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Abigail started neatly at a walk as her mother had just smartened her, plucking and smoothing her dress into place. She had run a fingertip down Abigail's nose as she bent down with a crackle of her own dress and repeated the message to carry. But outside the door and with the sun warm through the trees and the path firm under her tightly laced boots, Abigail couldn't help it: after a few paces she broke into a run.
She ran across the garden and over into the grounds of Fairmead House, then along its side and past the pond where Simon the idiot was throwing stones; even she knew he'd been told not to do that. He looked round sharply at the sound of her footsteps just after he'd launched one. It couldn't be stopped: their eyes met at the moment it plopped in and slow circles widened across the green water. It was only the child, though. He smiled naughtily at her, knowing she wouldn't tell. She ran round the corner past Mr Stockdale the attendant whom she did not like. He was large and strict and when he tried to play with her it was not meant, not meant properly, and his hands were heavy. But there was Margaret sitting on a stool, sewing. She liked Margaret, her thin, sharp chinned face like a wooden toy, and wide, clear, kind eyes. She was a peaceful lady, mostly, and now Abigail walked over and leaned against her knees to be for a moment inside that calm. Margaret didn't say anything, stroked once the back of Abigail's head as the child looked down at her sampler. There were three colours of thread: green for hills, brown for the cross and black for lines coming out of the cross. Abigail put out a finger and felt the bumpy black stitches. "God's love," Margaret whispered. "Beams." Briefly she wound the thread she was working with a couple of times around Abigail's finger. "Wrap you up in it."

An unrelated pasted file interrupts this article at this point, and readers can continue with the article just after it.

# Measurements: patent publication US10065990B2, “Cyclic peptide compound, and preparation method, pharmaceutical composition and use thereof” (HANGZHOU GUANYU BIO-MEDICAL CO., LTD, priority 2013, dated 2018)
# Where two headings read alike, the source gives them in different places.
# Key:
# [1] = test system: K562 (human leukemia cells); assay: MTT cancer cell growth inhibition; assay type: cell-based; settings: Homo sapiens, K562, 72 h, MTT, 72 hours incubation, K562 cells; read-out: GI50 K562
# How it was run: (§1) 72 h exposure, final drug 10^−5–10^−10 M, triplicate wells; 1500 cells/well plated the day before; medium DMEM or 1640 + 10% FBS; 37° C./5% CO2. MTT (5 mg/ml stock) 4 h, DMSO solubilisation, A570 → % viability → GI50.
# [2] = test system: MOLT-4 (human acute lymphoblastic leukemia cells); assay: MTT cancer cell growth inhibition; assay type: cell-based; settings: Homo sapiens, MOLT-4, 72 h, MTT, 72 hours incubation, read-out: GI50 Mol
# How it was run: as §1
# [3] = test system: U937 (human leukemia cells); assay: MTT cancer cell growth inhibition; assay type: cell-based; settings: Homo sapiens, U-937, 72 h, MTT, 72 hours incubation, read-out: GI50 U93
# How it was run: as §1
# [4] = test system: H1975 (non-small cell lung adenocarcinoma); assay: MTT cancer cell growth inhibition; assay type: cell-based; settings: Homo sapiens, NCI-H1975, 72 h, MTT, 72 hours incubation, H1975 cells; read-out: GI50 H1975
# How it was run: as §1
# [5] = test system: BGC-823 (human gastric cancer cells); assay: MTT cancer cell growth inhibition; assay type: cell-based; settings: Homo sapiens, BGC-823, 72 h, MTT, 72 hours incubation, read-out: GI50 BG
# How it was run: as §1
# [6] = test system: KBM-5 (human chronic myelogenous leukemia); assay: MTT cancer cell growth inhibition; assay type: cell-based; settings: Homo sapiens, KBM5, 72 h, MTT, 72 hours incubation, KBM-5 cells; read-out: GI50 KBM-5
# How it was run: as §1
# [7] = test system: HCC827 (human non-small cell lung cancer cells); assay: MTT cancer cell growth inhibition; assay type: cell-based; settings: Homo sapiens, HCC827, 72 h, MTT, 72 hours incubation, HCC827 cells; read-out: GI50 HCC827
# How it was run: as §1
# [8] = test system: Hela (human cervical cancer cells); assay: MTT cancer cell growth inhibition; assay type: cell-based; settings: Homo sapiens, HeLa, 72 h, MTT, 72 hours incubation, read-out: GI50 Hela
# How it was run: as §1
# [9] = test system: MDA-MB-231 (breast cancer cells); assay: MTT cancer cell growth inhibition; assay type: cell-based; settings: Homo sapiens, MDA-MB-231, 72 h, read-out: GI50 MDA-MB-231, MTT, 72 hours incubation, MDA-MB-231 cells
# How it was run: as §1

Abigail smiled. "Good day," she said and set off running again, past some others strolling there, and then when she saw him, with greater speed towards her father.
Matthew Allen swung the axe down onto the upturned log. The blade sunk down into it, but it didn't split, so he raised the axe and log together and brought them down hard. The log flew apart into two even pieces that rocked on the grass. "Nothing to it," he remarked. He stooped and added the new pieces with their clean white pith to the barrow and stood another log on the stump.
Seeing Abigail bouncing towards him, he handed the lunatic the axe and grappled her up into his arms. "Just go on like that until you've filled the barrow, please." Abigail could feel the warmth of his body through its compress of clothes. She wriggled at the sensation of his humid whiskers against her as he kissed her cheek.
"Mother says to come now because they'll be here pleasantly."
Allen smiled. "Did she say "pleasantly" or "presently"?"
Abigail frowned. "Presently," she said.
"Then we'd better set off."
Abigail leaned her head into his neck, into the smell of him in his cravat, and felt her feet swinging in the air with each of his steps, like riding a pony.
Patients greeted her father with a nod as he passed or with some rearrangement of their posture. Simon the idiot, who definitely was not throwing stones into the pond, waved with his whole arm.
Outside the house Hannah stood waiting, holding her sharp elbows and thoughtfully drawing a line on the path in front of her with the toe of her boot. She looked up at them as they arrived and spoke as if to justify herself.
"I thought I ought to wait to greet them, given that there was no one else."